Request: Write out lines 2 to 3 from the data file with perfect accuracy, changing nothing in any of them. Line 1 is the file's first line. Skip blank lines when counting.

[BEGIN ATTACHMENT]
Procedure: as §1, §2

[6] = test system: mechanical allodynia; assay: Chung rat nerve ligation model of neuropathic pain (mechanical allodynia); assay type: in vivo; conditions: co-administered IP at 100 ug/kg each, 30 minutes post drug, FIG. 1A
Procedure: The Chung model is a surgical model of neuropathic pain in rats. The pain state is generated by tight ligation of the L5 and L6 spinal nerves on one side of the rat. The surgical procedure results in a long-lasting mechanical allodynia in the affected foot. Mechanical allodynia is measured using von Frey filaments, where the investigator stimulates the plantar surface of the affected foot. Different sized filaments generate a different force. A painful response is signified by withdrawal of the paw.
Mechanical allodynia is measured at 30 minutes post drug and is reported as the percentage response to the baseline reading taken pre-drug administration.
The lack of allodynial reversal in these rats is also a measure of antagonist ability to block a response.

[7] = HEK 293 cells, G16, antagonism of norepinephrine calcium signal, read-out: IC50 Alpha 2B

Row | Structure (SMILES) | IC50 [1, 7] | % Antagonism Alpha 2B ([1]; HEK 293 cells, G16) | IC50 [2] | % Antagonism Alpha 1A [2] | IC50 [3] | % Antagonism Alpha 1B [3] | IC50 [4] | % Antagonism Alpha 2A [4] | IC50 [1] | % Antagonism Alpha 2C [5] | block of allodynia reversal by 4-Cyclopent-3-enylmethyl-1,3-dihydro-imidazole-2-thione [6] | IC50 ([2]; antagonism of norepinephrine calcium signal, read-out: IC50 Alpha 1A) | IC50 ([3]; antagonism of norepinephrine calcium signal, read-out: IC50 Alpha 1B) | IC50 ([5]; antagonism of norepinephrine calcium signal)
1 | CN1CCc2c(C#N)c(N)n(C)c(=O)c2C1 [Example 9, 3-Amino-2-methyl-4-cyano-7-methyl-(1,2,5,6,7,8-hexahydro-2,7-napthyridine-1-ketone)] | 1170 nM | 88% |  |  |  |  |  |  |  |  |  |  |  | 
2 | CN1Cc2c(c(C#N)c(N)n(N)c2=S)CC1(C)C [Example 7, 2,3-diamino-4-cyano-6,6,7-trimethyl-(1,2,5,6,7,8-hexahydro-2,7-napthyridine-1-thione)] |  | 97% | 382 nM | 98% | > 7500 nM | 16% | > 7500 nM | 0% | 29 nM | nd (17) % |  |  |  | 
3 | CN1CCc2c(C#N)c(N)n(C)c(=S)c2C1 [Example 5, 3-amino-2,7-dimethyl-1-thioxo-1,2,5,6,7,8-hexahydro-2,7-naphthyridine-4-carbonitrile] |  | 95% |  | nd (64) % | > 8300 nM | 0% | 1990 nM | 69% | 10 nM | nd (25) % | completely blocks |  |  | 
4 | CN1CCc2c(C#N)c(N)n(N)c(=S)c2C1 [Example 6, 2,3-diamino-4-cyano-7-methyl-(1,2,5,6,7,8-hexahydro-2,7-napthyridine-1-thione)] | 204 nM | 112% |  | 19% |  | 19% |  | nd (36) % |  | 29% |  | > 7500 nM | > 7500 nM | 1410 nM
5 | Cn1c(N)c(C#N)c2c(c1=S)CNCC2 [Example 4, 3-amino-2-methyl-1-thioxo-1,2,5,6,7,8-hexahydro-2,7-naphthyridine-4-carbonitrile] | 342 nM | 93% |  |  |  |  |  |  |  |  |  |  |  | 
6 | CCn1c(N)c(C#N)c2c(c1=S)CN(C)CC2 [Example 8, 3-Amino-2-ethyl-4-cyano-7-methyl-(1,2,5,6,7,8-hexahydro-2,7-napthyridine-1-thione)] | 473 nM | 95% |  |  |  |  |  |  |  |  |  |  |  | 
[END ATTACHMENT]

[6] = test system: mechanical allodynia; assay: Chung rat nerve ligation model of neuropathic pain (mechanical allodynia); assay type: in vivo; conditions: co-administered IP at 100 ug/kg each, 30 minutes post drug, FIG. 1A
Procedure: The Chung model is a surgical model of neuropathic pain in rats. The pain state is generated by tight ligation of the L5 and L6 spinal nerves on one side of the rat. The surgical procedure results in a long-lasting mechanical allodynia in the affected foot. Mechanical allodynia is measured using von Frey filaments, where the investigator stimulates the plantar surface of the affected foot. Different sized filaments generate a different force. A painful response is signified by withdrawal of the paw.